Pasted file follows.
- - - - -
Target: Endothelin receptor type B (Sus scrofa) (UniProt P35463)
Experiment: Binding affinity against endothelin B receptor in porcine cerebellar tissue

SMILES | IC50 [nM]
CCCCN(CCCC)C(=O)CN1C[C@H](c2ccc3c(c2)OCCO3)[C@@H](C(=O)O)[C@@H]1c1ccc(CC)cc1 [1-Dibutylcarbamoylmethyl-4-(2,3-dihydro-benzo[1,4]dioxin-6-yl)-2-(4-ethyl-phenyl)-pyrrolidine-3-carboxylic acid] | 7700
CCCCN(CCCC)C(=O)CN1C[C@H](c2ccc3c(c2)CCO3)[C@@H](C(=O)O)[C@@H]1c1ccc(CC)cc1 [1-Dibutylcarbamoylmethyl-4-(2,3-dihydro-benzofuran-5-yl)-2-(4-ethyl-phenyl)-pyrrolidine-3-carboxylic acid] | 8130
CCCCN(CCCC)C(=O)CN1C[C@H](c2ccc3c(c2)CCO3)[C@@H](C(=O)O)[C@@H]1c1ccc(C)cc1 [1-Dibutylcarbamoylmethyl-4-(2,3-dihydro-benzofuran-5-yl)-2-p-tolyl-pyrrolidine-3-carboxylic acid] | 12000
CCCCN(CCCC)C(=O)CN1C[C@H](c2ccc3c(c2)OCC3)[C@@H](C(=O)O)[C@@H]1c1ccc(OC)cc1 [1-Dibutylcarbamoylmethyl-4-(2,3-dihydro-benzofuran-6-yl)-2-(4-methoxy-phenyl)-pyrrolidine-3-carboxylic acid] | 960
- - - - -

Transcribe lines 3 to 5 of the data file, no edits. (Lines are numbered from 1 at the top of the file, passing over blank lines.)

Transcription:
SMILES | IC50 [nM]
CCCCN(CCCC)C(=O)CN1C[C@H](c2ccc3c(c2)OCCO3)[C@@H](C(=O)O)[C@@H]1c1ccc(CC)cc1 [1-Dibutylcarbamoylmethyl-4-(2,3-dihydro-benzo[1,4]dioxin-6-yl)-2-(4-ethyl-phenyl)-pyrrolidine-3-carboxylic acid] | 7700
CCCCN(CCCC)C(=O)CN1C[C@H](c2ccc3c(c2)CCO3)[C@@H](C(=O)O)[C@@H]1c1ccc(CC)cc1 [1-Dibutylcarbamoylmethyl-4-(2,3-dihydro-benzofuran-5-yl)-2-(4-ethyl-phenyl)-pyrrolidine-3-carboxylic acid] | 8130